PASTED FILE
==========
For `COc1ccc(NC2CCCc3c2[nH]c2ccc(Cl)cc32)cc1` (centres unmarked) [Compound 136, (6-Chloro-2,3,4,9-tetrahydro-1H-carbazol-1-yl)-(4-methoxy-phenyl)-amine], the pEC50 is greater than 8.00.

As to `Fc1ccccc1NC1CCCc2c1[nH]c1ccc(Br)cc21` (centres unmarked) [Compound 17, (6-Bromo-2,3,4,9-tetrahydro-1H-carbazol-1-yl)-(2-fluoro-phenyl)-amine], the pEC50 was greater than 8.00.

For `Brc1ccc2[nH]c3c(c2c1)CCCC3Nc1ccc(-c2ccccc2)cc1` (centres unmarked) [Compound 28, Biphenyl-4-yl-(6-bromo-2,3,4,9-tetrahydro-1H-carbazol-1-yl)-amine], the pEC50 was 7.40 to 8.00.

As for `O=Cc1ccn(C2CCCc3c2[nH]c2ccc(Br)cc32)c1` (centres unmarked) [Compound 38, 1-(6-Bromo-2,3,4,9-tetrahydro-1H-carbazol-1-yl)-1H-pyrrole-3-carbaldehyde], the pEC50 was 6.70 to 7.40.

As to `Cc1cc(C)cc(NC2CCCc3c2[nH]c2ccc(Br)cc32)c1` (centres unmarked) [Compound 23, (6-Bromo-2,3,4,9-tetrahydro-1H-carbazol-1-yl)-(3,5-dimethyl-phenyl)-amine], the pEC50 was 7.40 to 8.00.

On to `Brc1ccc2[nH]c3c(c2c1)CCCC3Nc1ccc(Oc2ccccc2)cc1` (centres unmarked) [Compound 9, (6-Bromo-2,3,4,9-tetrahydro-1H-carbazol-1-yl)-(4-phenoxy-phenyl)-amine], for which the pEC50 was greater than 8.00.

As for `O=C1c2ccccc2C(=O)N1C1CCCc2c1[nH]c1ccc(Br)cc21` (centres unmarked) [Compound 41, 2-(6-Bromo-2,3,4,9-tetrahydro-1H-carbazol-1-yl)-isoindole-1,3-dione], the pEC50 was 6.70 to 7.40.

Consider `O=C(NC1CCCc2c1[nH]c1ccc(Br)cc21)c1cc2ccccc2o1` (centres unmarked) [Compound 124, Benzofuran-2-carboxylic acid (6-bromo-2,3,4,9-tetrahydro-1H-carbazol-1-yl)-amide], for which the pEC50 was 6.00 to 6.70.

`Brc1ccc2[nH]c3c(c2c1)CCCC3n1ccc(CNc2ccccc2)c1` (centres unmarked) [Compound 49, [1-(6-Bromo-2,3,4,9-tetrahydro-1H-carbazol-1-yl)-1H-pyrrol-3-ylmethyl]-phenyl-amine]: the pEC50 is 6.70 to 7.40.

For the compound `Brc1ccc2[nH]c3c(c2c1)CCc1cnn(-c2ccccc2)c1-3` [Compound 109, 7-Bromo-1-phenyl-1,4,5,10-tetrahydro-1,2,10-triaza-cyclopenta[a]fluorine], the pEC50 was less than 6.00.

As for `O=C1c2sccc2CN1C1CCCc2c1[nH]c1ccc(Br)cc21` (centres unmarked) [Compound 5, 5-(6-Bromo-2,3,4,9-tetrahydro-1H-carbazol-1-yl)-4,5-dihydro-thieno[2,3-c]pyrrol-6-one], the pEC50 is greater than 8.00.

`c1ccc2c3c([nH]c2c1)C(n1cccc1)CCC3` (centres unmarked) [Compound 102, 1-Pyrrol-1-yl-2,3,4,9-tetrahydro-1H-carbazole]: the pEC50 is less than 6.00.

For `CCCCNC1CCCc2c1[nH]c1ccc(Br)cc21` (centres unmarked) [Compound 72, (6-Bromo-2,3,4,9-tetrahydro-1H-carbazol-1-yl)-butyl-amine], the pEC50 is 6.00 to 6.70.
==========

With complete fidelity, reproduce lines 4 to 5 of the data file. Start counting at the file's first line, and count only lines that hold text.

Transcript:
As for `O=Cc1ccn(C2CCCc3c2[nH]c2ccc(Br)cc32)c1` (centres unmarked) [Compound 38, 1-(6-Bromo-2,3,4,9-tetrahydro-1H-carbazol-1-yl)-1H-pyrrole-3-carbaldehyde], the pEC50 was 6.70 to 7.40.

As to `Cc1cc(C)cc(NC2CCCc3c2[nH]c2ccc(Br)cc32)c1` (centres unmarked) [Compound 23, (6-Bromo-2,3,4,9-tetrahydro-1H-carbazol-1-yl)-(3,5-dimethyl-phenyl)-amine], the pEC50 was 7.40 to 8.00.